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posted by Fnord666 on Wednesday June 13, @01:49PM   Printer-friendly
from the he-ain't-heavy-he's-my-nucleus dept.

Nobelium — element number 102 on the periodic table — has an atomic nucleus that is deformed into the shape of an American football, scientists report in the June 8 Physical Review Letters. The element is the heaviest yet to have its nucleus sized up.

By probing individual nobelium atoms with a laser, the team gauged the oblong shape of three nobelium isotopes: nobelium-252, -253 and -254. These different forms of the element each contain 102 protons, but varying numbers of neutrons. The shape is not uncommon for nuclei, but the researchers also determined that nobelium-252 and -254 contain fewer protons in the center of the nucleus than the outer regions — a weird configuration known as a “bubble nucleus” (SN: 11/26/16, p. 11).

The measurements are in agreement with previous theoretical predictions. “It nicely confirms what we believe,” says study coauthor Witold Nazarewicz, a theoretical nuclear physicist at Michigan State University in East Lansing.

Elements heavier than uranium, number 92, aren’t found in significant quantities in nature, and must be created artificially. Currently, the heaviest element on the periodic table is number 118, oganesson (SN Online: 2/12/18). But scientists hope to go even bigger, in search of a potential “island of stability,” a proposed realm in which elements are more stable than other heavy elements.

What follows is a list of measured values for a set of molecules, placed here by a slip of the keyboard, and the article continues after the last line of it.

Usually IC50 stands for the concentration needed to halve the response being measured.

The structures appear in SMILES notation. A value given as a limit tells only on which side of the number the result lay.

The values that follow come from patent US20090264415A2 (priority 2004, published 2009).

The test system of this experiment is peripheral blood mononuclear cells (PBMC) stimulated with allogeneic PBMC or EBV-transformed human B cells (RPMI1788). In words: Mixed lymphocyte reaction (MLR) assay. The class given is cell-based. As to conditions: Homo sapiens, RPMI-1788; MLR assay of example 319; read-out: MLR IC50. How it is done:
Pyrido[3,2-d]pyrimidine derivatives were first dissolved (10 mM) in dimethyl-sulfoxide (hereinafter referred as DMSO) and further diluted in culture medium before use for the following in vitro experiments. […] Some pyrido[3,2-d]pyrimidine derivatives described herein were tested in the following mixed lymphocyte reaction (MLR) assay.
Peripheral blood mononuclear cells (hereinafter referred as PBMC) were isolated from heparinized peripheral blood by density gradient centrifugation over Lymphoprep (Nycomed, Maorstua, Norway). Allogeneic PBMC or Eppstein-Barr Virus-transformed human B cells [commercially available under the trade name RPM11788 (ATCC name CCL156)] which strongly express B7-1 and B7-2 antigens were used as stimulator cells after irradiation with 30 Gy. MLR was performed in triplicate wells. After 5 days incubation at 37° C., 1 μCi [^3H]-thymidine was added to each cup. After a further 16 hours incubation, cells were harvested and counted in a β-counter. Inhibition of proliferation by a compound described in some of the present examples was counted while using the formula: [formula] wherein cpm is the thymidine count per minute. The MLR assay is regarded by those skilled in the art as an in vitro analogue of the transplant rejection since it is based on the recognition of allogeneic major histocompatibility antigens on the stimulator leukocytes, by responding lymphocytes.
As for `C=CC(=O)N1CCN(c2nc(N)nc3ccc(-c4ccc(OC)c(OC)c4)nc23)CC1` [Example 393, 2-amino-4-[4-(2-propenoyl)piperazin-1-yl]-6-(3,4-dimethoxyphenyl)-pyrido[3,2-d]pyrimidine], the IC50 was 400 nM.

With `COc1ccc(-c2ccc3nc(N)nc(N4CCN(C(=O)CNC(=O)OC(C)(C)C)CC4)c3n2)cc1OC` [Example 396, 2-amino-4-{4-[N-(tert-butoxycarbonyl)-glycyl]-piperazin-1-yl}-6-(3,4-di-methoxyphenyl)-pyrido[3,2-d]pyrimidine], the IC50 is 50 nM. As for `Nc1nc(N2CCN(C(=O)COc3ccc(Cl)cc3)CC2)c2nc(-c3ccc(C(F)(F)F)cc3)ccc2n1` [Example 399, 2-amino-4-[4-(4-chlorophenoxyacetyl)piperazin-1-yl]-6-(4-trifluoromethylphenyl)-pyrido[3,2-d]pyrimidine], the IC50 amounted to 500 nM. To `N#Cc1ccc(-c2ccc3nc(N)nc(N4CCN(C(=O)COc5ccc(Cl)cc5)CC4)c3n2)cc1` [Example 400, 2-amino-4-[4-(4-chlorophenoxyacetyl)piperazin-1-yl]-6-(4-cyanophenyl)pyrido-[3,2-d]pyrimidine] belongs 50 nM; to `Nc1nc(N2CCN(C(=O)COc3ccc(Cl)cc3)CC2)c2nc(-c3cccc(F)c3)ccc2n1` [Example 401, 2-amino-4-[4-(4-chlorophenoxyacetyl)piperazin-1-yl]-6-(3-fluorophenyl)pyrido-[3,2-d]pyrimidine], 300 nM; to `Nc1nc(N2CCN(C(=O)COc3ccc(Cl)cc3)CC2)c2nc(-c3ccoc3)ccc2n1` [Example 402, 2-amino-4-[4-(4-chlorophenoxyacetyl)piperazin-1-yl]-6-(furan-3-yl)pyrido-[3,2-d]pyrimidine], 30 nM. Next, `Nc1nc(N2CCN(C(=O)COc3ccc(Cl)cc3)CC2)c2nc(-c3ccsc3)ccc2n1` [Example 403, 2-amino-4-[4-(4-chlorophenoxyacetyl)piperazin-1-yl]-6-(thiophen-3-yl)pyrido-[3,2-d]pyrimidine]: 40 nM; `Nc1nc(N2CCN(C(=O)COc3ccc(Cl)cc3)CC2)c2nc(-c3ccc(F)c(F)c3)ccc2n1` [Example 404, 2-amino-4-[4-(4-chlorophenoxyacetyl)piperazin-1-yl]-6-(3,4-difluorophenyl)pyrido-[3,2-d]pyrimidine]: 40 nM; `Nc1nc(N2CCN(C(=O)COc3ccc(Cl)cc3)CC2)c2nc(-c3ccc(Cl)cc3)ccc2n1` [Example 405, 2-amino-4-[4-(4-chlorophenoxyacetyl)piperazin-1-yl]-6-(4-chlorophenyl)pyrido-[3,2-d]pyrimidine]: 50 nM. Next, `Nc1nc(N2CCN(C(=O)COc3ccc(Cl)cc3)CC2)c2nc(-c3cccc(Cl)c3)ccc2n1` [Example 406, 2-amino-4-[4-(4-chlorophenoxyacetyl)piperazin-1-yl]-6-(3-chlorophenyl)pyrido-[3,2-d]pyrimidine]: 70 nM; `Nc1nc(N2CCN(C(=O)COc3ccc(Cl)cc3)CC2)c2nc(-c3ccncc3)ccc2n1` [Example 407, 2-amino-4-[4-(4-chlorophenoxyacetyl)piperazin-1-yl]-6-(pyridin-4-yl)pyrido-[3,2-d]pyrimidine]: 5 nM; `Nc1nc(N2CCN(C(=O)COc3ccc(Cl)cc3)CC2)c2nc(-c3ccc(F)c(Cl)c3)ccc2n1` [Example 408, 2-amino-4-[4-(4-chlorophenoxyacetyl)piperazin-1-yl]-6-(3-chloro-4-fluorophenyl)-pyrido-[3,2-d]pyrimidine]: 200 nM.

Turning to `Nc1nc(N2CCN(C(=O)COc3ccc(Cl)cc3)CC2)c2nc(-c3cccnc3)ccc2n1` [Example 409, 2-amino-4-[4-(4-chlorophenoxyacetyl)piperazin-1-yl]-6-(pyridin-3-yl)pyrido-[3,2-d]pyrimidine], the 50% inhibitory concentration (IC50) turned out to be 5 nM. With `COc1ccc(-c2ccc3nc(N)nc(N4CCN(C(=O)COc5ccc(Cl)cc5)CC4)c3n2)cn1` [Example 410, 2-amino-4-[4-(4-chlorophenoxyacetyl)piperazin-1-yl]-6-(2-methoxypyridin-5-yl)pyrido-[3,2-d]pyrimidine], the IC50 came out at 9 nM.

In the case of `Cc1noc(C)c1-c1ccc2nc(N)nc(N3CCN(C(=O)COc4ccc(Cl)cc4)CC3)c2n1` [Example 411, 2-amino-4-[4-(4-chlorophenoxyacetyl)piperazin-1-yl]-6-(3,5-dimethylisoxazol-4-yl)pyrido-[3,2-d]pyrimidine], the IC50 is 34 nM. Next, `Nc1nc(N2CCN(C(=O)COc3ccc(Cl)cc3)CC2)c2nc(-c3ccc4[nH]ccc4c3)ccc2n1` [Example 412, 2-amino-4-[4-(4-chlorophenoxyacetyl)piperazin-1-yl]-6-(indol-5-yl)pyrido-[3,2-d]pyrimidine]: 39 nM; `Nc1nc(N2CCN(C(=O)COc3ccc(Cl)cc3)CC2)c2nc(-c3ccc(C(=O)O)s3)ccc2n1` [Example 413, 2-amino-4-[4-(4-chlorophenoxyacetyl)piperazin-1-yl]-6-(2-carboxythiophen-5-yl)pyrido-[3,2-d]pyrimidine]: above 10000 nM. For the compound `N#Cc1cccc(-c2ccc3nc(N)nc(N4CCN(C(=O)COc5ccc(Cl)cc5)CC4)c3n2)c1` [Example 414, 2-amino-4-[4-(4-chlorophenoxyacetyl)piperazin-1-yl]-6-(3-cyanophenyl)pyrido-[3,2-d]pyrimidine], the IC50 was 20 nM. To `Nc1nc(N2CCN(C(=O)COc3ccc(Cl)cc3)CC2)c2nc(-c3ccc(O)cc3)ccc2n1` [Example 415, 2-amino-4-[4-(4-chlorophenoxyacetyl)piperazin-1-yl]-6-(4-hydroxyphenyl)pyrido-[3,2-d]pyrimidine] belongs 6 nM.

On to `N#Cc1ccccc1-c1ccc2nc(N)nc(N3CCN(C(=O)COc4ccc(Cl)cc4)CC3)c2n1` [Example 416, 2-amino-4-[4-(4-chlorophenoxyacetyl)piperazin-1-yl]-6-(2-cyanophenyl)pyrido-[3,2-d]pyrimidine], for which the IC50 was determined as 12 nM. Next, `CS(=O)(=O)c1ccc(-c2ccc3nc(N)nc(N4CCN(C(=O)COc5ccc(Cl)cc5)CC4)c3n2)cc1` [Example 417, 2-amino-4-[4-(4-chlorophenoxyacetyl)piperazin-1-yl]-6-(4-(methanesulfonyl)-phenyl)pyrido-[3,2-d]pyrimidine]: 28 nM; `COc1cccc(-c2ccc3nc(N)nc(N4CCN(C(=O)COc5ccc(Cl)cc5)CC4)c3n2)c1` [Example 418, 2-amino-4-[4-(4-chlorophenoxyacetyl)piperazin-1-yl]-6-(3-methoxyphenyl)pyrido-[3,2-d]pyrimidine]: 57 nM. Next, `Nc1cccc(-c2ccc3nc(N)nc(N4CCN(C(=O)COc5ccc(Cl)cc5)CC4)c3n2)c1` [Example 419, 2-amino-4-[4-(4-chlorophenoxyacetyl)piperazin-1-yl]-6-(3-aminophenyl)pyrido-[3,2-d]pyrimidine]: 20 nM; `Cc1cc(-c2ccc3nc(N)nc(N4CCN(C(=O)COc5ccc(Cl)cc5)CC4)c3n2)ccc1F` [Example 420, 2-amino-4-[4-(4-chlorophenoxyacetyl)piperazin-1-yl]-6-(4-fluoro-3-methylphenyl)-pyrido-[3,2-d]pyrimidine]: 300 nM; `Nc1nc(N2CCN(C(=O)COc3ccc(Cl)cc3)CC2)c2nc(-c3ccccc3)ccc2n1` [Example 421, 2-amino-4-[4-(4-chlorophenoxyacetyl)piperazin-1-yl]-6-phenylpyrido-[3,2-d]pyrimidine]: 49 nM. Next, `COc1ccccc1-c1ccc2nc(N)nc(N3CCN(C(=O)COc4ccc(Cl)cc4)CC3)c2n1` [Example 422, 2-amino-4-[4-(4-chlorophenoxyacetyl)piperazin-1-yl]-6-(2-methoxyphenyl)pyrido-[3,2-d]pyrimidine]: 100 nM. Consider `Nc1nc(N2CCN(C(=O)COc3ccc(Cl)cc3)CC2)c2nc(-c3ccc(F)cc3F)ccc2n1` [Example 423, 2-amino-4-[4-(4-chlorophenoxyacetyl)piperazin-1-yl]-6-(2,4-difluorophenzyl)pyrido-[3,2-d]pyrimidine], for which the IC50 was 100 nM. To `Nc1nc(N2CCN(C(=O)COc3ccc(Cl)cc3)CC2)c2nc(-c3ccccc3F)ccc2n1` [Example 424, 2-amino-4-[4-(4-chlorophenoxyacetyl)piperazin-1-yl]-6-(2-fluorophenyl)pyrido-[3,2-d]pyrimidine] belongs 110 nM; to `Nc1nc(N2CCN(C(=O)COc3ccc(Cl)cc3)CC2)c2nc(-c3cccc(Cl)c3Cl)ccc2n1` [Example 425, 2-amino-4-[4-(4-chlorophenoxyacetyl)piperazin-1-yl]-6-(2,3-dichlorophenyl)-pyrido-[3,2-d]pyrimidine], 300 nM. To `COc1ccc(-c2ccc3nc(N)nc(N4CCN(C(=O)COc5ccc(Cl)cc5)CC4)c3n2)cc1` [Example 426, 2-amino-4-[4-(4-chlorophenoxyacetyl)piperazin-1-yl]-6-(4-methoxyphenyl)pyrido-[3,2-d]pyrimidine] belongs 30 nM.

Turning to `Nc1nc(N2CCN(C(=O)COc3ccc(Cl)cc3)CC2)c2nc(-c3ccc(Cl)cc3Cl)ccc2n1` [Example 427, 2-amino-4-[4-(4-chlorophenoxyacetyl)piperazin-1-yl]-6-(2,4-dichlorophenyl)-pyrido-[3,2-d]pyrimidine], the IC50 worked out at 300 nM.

While many superheavy elements decay in just fractions of a second, some theoretical calculations suggest that elements inhabiting this proposed hinterland might persist longer, making them easier to study. Better understanding the heaviest known elements, including the shape of their atomic nuclei, could help scientists gauge what lies just out of reach.


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  • (Score: 2) by dry on Thursday June 14, @04:36AM (1 child)

    by dry (223) on Thursday June 14, @04:36AM (#692700)

    They actually mean relatively stable. Instead of a half life measured in micro-seconds, perhaps seconds or even days and according to https://en.wikipedia.org/wiki/Island_of_stability [wikipedia.org] a few scientists argue for millions of years.
    As others mentioned, they're only going to be rarely created through natural processes and our only hope of finding one in the wild would be as a cosmic ray. Some cosmic rays travel close enough to the speed of light that even with a short half life measured in micro-seconds, they can travel across a large chunk of the visible universe.

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  • (Score: 0) by Anonymous Coward on Thursday June 14, @05:23PM

    by Anonymous Coward on Thursday June 14, @05:23PM (#693026)
    Merging neutron stars like the recently detected GW170817 [soylentnews.org] are the way that really heavy elements are generally created. If you have two massive objects each of which is made up of degenerate matter consisting mostly of neutrons and they come together and produce a violent explosion, it's a good bet that there might be some really, really heavy elements in the debris. Might be interesting to look at the spectra of the remnant of GW170817 and see if the spectra of transuranic elements are visible, and perhaps we might also see telltale signs of the weird spectra of elements still unknown to us. If they have half-lives in the months or years they ought to still be visible today.